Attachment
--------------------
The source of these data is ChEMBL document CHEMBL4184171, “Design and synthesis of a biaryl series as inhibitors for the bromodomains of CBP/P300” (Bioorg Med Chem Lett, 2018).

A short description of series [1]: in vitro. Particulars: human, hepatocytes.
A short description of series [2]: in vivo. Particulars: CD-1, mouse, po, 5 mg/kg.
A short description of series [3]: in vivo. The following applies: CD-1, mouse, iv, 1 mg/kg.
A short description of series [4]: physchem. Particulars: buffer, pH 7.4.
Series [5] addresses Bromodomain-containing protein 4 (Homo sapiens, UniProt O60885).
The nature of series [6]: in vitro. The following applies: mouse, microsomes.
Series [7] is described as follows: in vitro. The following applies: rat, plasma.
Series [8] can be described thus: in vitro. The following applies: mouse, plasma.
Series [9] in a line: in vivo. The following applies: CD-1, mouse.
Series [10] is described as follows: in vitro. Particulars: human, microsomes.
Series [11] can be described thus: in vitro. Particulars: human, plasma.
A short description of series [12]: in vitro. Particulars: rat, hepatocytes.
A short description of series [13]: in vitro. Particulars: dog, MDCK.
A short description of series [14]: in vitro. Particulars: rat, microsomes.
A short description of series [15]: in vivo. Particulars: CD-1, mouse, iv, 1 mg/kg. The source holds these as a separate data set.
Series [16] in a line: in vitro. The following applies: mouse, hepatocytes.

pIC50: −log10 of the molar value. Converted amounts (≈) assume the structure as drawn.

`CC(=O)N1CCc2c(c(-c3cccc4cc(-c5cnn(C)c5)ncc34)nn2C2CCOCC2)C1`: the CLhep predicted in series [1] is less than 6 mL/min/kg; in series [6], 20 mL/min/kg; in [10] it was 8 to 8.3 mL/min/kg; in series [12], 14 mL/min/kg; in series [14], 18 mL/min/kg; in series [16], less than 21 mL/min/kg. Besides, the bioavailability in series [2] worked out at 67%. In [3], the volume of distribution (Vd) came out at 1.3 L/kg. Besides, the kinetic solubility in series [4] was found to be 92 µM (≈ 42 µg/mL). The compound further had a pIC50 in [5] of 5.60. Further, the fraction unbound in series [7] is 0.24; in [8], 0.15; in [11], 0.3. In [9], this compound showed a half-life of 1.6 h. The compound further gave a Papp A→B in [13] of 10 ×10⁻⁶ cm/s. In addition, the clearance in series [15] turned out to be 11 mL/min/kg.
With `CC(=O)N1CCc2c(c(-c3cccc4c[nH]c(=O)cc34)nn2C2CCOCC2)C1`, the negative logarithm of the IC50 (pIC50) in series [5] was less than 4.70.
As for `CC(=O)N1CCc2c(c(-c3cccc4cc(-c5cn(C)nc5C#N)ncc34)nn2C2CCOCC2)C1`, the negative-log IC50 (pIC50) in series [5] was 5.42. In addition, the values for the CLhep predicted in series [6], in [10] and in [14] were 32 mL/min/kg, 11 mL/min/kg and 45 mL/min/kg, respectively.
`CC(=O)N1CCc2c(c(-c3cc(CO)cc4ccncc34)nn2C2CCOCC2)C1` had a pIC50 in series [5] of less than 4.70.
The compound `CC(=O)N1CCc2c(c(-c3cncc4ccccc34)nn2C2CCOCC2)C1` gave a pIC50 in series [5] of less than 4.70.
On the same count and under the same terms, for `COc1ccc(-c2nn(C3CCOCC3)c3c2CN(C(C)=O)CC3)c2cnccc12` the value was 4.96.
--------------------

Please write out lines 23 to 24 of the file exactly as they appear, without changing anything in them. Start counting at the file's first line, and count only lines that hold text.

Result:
The compound `CC(=O)N1CCc2c(c(-c3cncc4ccccc34)nn2C2CCOCC2)C1` gave a pIC50 in series [5] of less than 4.70.
On the same count and under the same terms, for `COc1ccc(-c2nn(C3CCOCC3)c3c2CN(C(C)=O)CC3)c2cnccc12` the value was 4.96.